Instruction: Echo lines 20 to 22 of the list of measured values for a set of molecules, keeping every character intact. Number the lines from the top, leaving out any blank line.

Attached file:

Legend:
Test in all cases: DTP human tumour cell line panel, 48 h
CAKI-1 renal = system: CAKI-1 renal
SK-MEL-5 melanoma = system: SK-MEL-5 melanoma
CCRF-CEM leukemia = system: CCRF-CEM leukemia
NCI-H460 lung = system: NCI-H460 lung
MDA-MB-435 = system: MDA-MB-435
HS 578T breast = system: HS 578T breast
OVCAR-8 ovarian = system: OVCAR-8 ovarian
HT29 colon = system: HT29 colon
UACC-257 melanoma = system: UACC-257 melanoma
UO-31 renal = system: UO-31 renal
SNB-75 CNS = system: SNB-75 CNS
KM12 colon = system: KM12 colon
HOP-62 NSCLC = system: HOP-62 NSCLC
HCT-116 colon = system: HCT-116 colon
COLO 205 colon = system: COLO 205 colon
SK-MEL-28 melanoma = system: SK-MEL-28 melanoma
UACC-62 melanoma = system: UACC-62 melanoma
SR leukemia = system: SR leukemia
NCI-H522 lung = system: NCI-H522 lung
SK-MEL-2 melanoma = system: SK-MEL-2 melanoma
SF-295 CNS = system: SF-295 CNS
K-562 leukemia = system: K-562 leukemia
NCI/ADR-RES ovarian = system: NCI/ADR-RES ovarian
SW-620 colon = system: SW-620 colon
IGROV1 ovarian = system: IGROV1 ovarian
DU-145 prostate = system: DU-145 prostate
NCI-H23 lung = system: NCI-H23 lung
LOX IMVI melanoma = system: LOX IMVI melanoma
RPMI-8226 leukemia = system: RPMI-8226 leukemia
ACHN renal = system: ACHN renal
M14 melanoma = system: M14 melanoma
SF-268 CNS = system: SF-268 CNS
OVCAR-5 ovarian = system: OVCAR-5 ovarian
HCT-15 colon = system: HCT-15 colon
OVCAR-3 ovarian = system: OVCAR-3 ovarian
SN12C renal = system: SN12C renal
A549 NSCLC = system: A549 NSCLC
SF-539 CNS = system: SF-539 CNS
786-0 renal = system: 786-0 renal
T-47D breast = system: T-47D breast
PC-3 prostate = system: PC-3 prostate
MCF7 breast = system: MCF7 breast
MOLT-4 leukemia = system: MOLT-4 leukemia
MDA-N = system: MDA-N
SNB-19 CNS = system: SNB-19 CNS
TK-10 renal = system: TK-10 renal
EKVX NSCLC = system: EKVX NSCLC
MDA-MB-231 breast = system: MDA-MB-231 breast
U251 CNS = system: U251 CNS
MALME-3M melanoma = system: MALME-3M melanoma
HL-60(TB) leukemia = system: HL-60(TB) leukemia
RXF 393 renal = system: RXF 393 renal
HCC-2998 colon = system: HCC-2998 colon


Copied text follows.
SR leukemia = system: SR leukemia
NCI-H522 lung = system: NCI-H522 lung
SK-MEL-2 melanoma = system: SK-MEL-2 melanoma